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Former FDA advisor critical of Alzheimer’s drug approval

JACKSONVILLE, Fla. – A former advisor of the Food and Drug Administration is criticizing the approval of a drug to treat Alzheimer’s disease.

He is one of three experts who resigned when the drug was approved in spring.

Dr. Aaron Kesselheim called it, “Probably the worst drug approval decision in recent U.S. history” when he resigned June 11.

Kesselheim is describing the advisory committee meeting he attended as unprecedented, in part because, he says, of the close relationship between drug maker Biogen and the FDA representatives at the meeting.

After looking at Biogen’s own study on effectiveness from the drug, the entire committee voted that the FDA should reject the drug.

That was November last year.

Then in June, the FDA gave Biogen final approval to treat patients with Aduhelm.

Patrizia Cavazzoni, the director of the FDA’s Center for Drug Evaluation and Research, said in the announcement:

“Currently available therapies only treat symptoms of the disease; this treatment option is the first therapy to target and affect the underlying disease process of Alzheimer’s.”

Reporter Jeff Toobin, a legal analyst, calls it an awful decision patients have to make.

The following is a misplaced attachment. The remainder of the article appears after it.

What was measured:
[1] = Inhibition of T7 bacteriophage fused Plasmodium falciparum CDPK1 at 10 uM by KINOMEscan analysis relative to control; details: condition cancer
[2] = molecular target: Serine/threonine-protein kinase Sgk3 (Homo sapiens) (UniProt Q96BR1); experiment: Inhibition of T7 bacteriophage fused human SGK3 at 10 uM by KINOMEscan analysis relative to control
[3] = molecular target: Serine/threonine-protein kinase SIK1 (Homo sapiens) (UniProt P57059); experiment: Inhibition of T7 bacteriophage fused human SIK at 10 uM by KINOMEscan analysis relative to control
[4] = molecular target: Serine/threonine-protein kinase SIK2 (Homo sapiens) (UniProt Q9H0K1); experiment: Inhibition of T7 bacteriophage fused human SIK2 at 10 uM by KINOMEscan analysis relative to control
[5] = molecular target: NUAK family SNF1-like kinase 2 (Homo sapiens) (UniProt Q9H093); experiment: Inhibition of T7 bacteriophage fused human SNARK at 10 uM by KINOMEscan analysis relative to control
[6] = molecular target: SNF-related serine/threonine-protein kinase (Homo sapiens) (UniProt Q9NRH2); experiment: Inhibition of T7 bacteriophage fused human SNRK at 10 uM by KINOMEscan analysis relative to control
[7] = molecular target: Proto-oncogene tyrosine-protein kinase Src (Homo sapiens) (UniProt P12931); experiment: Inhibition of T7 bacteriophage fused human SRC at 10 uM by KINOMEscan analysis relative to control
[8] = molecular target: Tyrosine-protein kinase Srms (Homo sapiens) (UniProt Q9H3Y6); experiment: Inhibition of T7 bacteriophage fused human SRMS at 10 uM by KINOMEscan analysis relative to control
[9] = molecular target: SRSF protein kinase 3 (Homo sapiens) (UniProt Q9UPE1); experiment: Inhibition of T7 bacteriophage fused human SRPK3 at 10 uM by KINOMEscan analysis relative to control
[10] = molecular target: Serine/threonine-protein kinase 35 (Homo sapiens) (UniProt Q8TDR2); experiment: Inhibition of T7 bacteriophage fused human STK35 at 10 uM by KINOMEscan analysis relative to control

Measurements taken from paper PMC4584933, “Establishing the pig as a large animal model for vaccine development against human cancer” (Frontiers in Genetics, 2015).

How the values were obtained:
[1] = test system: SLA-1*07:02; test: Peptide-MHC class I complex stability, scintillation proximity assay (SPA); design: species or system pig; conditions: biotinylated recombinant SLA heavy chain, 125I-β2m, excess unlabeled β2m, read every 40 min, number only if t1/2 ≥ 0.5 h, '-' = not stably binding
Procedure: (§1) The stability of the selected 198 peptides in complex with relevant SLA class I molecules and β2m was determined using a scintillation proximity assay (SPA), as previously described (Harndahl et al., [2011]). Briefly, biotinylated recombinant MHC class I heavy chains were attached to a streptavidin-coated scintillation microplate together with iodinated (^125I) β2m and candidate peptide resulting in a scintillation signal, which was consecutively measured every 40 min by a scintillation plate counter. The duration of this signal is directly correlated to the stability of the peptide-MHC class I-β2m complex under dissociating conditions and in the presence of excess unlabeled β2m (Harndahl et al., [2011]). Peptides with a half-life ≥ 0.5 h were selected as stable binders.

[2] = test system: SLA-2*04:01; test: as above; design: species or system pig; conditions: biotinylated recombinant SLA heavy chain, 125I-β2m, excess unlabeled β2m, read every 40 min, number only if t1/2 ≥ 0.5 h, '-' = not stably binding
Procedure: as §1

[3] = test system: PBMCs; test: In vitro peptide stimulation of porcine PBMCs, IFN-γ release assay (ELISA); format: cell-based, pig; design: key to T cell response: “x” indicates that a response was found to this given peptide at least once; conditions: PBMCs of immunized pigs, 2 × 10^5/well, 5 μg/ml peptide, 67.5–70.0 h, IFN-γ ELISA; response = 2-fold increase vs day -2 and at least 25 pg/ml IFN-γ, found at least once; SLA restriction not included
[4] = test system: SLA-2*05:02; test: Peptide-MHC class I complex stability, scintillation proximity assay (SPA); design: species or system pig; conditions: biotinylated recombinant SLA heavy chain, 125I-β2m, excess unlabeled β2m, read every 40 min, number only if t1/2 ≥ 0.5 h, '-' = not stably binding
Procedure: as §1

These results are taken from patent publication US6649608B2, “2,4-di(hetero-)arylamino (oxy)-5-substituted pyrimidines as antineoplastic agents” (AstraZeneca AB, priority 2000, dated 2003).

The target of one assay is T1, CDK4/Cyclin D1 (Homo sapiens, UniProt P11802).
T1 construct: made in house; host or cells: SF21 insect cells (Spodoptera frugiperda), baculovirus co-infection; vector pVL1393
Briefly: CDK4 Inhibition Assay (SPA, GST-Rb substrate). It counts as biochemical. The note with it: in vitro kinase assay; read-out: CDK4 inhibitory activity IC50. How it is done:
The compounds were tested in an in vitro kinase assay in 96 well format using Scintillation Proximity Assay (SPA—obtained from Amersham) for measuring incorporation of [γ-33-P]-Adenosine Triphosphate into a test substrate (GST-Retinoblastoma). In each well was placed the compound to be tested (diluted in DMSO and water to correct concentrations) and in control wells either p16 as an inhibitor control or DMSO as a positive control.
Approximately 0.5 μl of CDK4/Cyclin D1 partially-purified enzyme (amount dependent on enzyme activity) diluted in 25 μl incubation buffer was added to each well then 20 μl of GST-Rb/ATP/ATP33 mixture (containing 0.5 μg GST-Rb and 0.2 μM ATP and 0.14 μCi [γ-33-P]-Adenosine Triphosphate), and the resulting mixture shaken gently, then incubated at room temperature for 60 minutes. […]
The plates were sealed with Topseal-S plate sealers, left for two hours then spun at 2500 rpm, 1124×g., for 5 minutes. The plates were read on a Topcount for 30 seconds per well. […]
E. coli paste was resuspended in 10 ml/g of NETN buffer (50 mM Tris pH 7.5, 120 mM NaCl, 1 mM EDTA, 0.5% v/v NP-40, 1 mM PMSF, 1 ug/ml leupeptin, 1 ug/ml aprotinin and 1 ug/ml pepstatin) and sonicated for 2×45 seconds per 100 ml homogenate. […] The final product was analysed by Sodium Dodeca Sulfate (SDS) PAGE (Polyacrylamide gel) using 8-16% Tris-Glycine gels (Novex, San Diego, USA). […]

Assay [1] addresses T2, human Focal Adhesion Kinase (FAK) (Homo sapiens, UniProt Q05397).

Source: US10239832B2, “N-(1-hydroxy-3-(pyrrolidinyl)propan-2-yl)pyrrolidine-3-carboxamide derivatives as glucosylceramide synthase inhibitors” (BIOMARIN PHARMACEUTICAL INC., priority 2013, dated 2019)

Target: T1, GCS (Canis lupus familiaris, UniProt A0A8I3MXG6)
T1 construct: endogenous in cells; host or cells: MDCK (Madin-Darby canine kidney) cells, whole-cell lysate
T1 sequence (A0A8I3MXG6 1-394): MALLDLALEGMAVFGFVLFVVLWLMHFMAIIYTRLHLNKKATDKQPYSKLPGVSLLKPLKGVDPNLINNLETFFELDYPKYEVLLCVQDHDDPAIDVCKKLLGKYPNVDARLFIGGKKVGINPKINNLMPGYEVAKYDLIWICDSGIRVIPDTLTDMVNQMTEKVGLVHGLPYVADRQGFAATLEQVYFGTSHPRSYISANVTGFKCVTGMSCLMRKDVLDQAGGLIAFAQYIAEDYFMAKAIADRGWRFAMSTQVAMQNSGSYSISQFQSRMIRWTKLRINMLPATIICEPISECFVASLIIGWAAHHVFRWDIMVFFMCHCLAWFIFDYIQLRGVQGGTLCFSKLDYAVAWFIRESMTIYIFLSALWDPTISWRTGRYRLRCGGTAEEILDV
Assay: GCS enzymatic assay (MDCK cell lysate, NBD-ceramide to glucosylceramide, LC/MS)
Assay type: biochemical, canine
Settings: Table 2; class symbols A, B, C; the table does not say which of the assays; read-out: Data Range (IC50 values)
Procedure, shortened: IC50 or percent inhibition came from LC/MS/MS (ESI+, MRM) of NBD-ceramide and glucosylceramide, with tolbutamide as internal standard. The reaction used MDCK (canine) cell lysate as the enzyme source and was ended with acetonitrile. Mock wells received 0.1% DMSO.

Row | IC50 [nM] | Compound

“There has not been a new drug approved for Alzheimer since 2003, until Aduhelm, which is this drug made by Biogen a company in Cambridge, Massachusetts was approved this year,” Toobin said. “But the question is, does this drug even work? And the answer according to the experts was, no. And now patients are stuck with this terrible dilemma of, do they ask their doctors to try this drug, or do they respect the experts and say it’s not going to do any good anyway?”

Big money is involved, with treatments expected to cost about $56,000 per year.

If Medicare approved the drug, taxpayers would pay much of the cost.

Some Alzheimer’s care organizations, however, are defending the approval.

The Alzheimer’s Association sent a statement on the issue Monday, saying:

“We firmly believe that the FDA’s accelerated approval was the right decision, given the publicly available science, especially for such a devastating and fatal disease — one that otherwise has no treatment to even slow it down. Having the availability of such an option and access to it are needs we’ve long heard from the patient and caregiver community that we serve.”

Aduhelm was approved in the FDA’s “accelerated approval pathway.” That can be used for a drug for a serious or life-threatening illness.


About the Author:

Kent Justice co-anchors News4Jax's 5 p.m., 10 and 11 p.m. newscasts weeknights and reports on government and politics. He also hosts "This Week in Jacksonville," Channel 4's hot topics and politics public affairs show each Sunday morning at 9 a.m.